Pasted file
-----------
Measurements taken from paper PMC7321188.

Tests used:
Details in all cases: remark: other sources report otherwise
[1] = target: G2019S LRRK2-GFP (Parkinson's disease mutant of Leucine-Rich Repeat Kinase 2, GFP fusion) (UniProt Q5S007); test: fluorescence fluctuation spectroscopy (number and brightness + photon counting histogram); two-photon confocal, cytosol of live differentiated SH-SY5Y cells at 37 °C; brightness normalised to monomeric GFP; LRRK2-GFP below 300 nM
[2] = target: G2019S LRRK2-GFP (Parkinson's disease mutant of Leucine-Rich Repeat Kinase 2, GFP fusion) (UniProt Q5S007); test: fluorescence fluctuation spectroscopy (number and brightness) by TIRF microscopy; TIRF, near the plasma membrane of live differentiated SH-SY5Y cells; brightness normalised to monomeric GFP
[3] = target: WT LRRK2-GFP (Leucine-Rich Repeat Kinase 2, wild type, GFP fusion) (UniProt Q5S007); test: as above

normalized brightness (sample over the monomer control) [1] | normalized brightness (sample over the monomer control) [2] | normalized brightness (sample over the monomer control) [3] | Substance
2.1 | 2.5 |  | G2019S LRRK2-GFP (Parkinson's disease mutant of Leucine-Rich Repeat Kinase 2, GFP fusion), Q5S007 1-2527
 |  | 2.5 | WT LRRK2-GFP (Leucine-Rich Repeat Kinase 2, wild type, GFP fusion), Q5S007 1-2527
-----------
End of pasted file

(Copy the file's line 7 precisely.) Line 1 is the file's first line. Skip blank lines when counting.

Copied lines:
normalized brightness (sample over the monomer control) [1] | normalized brightness (sample over the monomer control) [2] | normalized brightness (sample over the monomer control) [3] | Substance